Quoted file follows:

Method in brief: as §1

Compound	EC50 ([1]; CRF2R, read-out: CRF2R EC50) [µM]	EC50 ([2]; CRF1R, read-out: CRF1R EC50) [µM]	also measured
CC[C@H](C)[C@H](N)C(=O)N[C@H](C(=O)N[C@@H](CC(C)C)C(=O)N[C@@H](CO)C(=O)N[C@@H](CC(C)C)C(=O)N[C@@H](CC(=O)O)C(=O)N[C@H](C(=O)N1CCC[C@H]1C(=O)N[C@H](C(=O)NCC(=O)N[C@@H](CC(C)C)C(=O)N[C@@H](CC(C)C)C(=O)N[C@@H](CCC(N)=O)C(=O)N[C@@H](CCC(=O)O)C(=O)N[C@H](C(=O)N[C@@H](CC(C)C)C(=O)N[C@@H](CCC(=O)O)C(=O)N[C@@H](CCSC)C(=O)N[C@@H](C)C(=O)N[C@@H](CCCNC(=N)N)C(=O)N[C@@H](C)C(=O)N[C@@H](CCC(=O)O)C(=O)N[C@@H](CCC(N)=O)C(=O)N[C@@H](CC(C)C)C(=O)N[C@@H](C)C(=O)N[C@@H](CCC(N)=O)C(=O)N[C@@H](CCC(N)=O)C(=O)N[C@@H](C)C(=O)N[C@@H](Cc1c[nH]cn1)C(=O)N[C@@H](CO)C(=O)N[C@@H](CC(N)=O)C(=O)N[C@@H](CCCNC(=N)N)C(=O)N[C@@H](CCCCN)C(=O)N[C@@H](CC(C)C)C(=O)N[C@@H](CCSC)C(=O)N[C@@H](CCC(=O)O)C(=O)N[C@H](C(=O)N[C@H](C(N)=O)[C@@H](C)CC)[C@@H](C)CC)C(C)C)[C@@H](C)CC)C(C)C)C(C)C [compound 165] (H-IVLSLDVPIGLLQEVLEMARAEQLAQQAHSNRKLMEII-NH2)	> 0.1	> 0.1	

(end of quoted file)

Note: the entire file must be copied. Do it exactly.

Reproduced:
Method in brief: as §1

Compound	EC50 ([1]; CRF2R, read-out: CRF2R EC50) [µM]	EC50 ([2]; CRF1R, read-out: CRF1R EC50) [µM]	also measured
CC[C@H](C)[C@H](N)C(=O)N[C@H](C(=O)N[C@@H](CC(C)C)C(=O)N[C@@H](CO)C(=O)N[C@@H](CC(C)C)C(=O)N[C@@H](CC(=O)O)C(=O)N[C@H](C(=O)N1CCC[C@H]1C(=O)N[C@H](C(=O)NCC(=O)N[C@@H](CC(C)C)C(=O)N[C@@H](CC(C)C)C(=O)N[C@@H](CCC(N)=O)C(=O)N[C@@H](CCC(=O)O)C(=O)N[C@H](C(=O)N[C@@H](CC(C)C)C(=O)N[C@@H](CCC(=O)O)C(=O)N[C@@H](CCSC)C(=O)N[C@@H](C)C(=O)N[C@@H](CCCNC(=N)N)C(=O)N[C@@H](C)C(=O)N[C@@H](CCC(=O)O)C(=O)N[C@@H](CCC(N)=O)C(=O)N[C@@H](CC(C)C)C(=O)N[C@@H](C)C(=O)N[C@@H](CCC(N)=O)C(=O)N[C@@H](CCC(N)=O)C(=O)N[C@@H](C)C(=O)N[C@@H](Cc1c[nH]cn1)C(=O)N[C@@H](CO)C(=O)N[C@@H](CC(N)=O)C(=O)N[C@@H](CCCNC(=N)N)C(=O)N[C@@H](CCCCN)C(=O)N[C@@H](CC(C)C)C(=O)N[C@@H](CCSC)C(=O)N[C@@H](CCC(=O)O)C(=O)N[C@H](C(=O)N[C@H](C(N)=O)[C@@H](C)CC)[C@@H](C)CC)C(C)C)[C@@H](C)CC)C(C)C)C(C)C [compound 165] (H-IVLSLDVPIGLLQEVLEMARAEQLAQQAHSNRKLMEII-NH2)	> 0.1	> 0.1	